Much applause and criticism has been heard for the breaking of the World’s Largest Human Flag record, as part of the Punjab Youth Festival. Wrested away from Bangladesh, the record has once again been set by Pakistan. Of course this is no indication of any meaningful success — but nor is it meant to be. For it to act as a motivational gesture to young people frustrated by the lack of jobs, opportunities and security, is ironic — but in the absence of much public entertainment available, the event is a welcome one.

Criticism of it as an unnecessary luxury is perhaps inspired by the tall claims of politicians involved in the event. Claiming that it displays the enthusiasm, determination and skill of the young people of Pakistan is a bit far-fetched. If anything, resilience in the face of unemployment, insecurity and the lack of opportunities is what defines the younger generation. The assembly of the world’s largest human flag will solve none of these problems. To pawn off the happiness of people starting off in life, expecting to improve their quality of life, all the while living in a place as difficult as Pakistan, on the World’s Largest Human Flag record is lazy and ought to be challenged.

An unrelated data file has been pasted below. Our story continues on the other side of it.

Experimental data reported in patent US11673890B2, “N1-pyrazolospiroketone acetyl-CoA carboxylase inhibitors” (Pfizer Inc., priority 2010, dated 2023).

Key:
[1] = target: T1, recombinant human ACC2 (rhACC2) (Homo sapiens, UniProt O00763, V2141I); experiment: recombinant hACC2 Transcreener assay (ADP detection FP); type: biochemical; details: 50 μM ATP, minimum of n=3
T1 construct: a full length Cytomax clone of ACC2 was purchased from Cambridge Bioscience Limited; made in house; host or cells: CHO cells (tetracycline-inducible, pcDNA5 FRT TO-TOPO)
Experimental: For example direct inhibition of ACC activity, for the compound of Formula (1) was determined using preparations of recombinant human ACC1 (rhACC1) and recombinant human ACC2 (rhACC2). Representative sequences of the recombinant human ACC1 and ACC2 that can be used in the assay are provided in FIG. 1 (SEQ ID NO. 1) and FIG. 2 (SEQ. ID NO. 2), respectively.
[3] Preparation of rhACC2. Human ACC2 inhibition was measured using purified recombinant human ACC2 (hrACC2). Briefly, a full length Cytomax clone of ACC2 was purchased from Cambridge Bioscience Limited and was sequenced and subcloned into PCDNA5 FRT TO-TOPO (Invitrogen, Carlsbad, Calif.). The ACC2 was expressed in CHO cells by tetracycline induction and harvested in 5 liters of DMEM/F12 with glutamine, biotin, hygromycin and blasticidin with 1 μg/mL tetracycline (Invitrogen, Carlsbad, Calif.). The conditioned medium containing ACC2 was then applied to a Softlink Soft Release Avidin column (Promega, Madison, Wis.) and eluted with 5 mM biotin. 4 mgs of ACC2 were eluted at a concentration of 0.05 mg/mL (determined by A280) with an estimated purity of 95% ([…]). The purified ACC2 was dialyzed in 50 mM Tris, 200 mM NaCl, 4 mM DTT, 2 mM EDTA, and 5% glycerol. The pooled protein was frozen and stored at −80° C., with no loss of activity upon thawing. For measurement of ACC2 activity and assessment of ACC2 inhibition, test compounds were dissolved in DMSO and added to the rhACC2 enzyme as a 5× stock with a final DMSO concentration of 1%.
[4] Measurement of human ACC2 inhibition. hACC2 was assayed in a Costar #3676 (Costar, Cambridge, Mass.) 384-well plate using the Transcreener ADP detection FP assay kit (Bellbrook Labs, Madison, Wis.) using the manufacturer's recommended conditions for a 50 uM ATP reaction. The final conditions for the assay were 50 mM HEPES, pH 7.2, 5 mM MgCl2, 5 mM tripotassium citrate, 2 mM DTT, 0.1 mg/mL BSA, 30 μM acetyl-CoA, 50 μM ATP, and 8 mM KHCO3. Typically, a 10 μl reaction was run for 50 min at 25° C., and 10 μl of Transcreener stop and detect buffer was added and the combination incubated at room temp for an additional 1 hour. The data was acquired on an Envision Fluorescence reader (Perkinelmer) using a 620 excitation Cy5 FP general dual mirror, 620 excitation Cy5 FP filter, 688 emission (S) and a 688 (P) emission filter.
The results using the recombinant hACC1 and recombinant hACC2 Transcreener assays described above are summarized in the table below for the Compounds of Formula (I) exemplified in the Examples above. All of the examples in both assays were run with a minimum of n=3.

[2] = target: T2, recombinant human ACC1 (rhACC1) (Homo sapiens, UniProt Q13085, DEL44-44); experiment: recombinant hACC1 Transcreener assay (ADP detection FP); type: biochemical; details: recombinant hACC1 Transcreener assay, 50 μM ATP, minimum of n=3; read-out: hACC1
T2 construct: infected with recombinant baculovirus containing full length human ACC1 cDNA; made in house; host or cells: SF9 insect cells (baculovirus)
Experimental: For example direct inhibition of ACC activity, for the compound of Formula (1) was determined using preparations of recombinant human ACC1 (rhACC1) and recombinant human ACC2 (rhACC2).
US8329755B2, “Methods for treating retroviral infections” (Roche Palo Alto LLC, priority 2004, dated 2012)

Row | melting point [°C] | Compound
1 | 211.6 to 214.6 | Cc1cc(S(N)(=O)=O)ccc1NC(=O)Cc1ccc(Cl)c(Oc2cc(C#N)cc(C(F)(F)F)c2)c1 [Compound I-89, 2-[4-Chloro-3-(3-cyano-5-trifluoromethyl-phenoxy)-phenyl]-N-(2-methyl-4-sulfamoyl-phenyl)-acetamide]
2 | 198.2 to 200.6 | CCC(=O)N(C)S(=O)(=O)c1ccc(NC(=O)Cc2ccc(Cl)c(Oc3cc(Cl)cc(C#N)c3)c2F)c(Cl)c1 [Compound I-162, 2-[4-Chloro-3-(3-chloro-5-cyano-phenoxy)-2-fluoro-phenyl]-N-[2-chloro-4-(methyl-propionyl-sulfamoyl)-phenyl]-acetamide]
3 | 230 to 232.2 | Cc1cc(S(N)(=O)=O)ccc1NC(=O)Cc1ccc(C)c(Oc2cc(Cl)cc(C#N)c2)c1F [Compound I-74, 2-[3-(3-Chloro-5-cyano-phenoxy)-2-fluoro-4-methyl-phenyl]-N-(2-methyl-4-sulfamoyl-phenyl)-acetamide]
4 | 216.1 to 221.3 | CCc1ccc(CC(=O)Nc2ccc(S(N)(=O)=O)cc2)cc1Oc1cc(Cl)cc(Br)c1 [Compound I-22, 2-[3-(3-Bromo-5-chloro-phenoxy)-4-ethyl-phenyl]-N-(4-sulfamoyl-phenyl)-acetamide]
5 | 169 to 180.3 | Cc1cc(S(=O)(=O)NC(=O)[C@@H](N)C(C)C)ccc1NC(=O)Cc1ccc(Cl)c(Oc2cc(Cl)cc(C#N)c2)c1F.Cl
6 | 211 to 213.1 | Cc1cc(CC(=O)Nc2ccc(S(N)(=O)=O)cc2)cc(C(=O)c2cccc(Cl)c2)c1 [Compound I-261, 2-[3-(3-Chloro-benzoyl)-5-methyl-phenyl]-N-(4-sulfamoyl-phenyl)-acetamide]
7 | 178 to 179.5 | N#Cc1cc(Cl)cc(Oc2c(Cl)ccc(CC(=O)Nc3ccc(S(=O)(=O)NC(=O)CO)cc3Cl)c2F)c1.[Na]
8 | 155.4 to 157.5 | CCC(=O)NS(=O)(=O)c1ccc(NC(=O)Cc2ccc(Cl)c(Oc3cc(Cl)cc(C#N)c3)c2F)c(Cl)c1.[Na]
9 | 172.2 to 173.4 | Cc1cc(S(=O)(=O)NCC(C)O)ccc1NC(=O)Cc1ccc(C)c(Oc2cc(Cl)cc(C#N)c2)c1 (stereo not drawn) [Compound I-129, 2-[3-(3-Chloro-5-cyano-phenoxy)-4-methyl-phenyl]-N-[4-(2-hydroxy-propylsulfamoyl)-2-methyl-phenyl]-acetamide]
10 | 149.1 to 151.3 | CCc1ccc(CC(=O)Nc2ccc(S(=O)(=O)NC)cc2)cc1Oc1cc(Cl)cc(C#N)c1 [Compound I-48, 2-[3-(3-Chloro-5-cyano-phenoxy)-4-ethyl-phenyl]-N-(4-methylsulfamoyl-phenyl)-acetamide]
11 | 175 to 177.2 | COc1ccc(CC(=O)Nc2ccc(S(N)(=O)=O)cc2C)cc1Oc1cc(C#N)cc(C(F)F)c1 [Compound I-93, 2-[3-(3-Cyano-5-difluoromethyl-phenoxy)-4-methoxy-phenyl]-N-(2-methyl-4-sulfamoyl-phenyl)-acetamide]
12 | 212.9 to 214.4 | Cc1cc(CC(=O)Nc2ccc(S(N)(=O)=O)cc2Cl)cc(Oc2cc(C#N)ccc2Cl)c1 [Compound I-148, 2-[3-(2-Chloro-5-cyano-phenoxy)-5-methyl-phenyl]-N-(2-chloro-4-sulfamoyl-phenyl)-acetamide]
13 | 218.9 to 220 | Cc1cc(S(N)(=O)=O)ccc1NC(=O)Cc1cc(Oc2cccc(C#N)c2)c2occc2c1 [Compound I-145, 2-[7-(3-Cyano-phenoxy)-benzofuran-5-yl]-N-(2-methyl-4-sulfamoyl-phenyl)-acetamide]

However, not every activity organised for young people has to have a larger meaning. Sometimes a bit of innocent fun is just that, and ought not to be discouraged. It just needs to be recognised that all of Pakistan’s problems are not indicative of being defeated just by the establishment of this record.